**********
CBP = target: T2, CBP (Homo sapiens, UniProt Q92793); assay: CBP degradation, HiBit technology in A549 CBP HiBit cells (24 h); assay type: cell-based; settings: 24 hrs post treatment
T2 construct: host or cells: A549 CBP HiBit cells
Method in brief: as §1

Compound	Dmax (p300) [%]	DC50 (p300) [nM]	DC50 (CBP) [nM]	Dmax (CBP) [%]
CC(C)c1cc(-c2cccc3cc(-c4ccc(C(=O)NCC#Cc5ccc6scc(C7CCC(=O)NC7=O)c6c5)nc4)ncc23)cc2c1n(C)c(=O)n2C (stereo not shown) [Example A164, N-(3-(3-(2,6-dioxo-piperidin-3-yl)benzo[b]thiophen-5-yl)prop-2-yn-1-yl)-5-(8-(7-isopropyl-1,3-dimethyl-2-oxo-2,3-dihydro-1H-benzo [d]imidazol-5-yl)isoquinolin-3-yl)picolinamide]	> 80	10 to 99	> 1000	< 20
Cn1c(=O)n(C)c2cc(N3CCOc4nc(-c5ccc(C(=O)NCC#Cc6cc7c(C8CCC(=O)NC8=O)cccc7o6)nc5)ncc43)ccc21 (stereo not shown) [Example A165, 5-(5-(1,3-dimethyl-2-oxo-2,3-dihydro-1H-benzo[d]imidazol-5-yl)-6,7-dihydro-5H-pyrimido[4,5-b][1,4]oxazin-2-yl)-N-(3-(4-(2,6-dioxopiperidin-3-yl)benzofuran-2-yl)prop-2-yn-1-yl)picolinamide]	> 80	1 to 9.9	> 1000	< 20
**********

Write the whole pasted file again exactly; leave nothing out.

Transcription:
CBP = target: T2, CBP (Homo sapiens, UniProt Q92793); assay: CBP degradation, HiBit technology in A549 CBP HiBit cells (24 h); assay type: cell-based; settings: 24 hrs post treatment
T2 construct: host or cells: A549 CBP HiBit cells
Method in brief: as §1

Compound	Dmax (p300) [%]	DC50 (p300) [nM]	DC50 (CBP) [nM]	Dmax (CBP) [%]
CC(C)c1cc(-c2cccc3cc(-c4ccc(C(=O)NCC#Cc5ccc6scc(C7CCC(=O)NC7=O)c6c5)nc4)ncc23)cc2c1n(C)c(=O)n2C (stereo not shown) [Example A164, N-(3-(3-(2,6-dioxo-piperidin-3-yl)benzo[b]thiophen-5-yl)prop-2-yn-1-yl)-5-(8-(7-isopropyl-1,3-dimethyl-2-oxo-2,3-dihydro-1H-benzo [d]imidazol-5-yl)isoquinolin-3-yl)picolinamide]	> 80	10 to 99	> 1000	< 20
Cn1c(=O)n(C)c2cc(N3CCOc4nc(-c5ccc(C(=O)NCC#Cc6cc7c(C8CCC(=O)NC8=O)cccc7o6)nc5)ncc43)ccc21 (stereo not shown) [Example A165, 5-(5-(1,3-dimethyl-2-oxo-2,3-dihydro-1H-benzo[d]imidazol-5-yl)-6,7-dihydro-5H-pyrimido[4,5-b][1,4]oxazin-2-yl)-N-(3-(4-(2,6-dioxopiperidin-3-yl)benzofuran-2-yl)prop-2-yn-1-yl)picolinamide]	> 80	1 to 9.9	> 1000	< 20